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Revised Bloom’s

Taxonomy
Revised Bloom’s Taxonomy (RBT) employs the use of 25 verbs that
create collegial understanding of student behavior and learning outcome.
Retrieved from: http://www.kurwongbss.qld.edu.au/thinking/Bloom/blooms.htm

Bloom’s Revised
Taxonomy
• Taxonomy of Cognitive Objectives
• 1950s- developed by Benjamin Bloom
• Means of expressing qualitatively different kinds of
thinking
• Been adapted for classroom use as a planning tool
• Continues to be one of the most universally applied
models
• Provides a way to organise thinking skills into six levels,
from the most basic to the more complex levels of thinking
• 1990s- Lorin Anderson (former student of Bloom) revisited
the taxonomy
• As a result, a number of changes were made
(Pohl, 2000, Learning to Think, Thinking to Learn, pp. 7-8)
Original Terms New Terms

• Evaluation •Creating

• Synthesis •Evaluating

• Analysis •Analysing

• Application •Applying

• Comprehension •Understanding

• Knowledge •Remembering
(Based on Pohl, 2000, Learning to Think, Thinking to Learn, p. 8)

Retrieved from: http://www.kurwongbss.qld.edu.au/thinking/Bloom/blooms.htm

Change in Terms
• The names of six major categories were changed from noun to
verb forms.
• As the taxonomy reflects different forms of thinking and thinking
is an active process verbs were used rather than nouns.
• The subcategories of the six major categories were also
replaced by verbs and some subcategories were reorganised.
• The knowledge category was renamed. Knowledge is an
outcome or product of thinking not a form of thinking per se.
Consequently, the word knowledge was inappropriate to
describe a category of thinking and was replaced with the word
remembering instead.
• Comprehension and synthesis were retitled to understanding
and creating respectively, in order to better reflect the nature of
the thinking defined in each category.
http://rite.ed.qut.edu.au/oz-teachernet/training/bloom.html
BLOOM’S REVISED TAXONOMY
Creating
Generating new ideas, products, or ways of viewing things
Designing, constructing, planning, producing, inventing.

Evaluating
Justifying a decision or course of action
Checking, hypothesising, critiquing, experimenting, judging

Analysing
Breaking information into parts to explore understandings and relationships
Comparing, organizing, deconstructing, interrogating, finding

Applying
Using information in another familiar situation
Implementing, carrying out, using, executing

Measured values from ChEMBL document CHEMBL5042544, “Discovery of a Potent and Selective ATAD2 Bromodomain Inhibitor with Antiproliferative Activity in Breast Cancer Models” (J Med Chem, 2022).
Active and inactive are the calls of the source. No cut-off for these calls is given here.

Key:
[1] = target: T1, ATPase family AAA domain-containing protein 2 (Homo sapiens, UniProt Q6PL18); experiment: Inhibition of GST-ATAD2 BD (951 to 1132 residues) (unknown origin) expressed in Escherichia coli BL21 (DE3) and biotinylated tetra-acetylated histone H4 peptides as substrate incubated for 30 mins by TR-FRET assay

Understanding
Explaining ideas or concepts
Interpreting, summarising, paraphrasing, classifying, explaining

Remembering
Recalling information
Recognizing, listing, describing, retrieving, naming, finding

Retrieved from: http://www.kurwongbss.qld.edu.au/thinking/Bloom/blooms.htm


The Cognitive Dimension Process
Level 1 - C1
Categories & Alternative Definition
Cognitive Processes Names
Remember Retrieve knowledge from long-
term memory
Recognizing Identifying Locating knowledge in long-term
memory that is consistent with
presented material
Recalling Retrieving Retrieving relevant knowledge from
long-term memory

Level 2 – C2
Categories & Alternative Definition
Cognitive Processes Names
Understand Construct meaning from
instructional messages,
including oral, written, and
graphic communication
Interpreting Clarifying Changing from one form of
Paraphrasing representation to another
Representing
Translating
Exemplifying Illustrating Finding a specific example or
Instantiating illustration of a concept or principle
Classifying Categorizing Determining that something belongs
Subsuming to a category
Summarizing Abstracting Abstracting a general theme or
Generalizing major point(s)
Inferring Concluding Drawing a logical conclusion from
Extrapolating presented information
Interpolating
Predicting

Comparing Contrasting Detecting correspondences


Mapping between two ideas, objects, and the
Matching like
Explaining Constructing Constructing a cause and effect
models model of a system
Anderson, Lorin W. & Krathwohl, David R. (2001). A Taxonomy for Learning, Teaching
and Assessing: a Revision of Bloom’s Taxonomy. New York. Longman Publishing.
Level 3 – C3
Categories & Alternative Definition
Cognitive Processes Names
Apply Applying a procedure to a
familiar task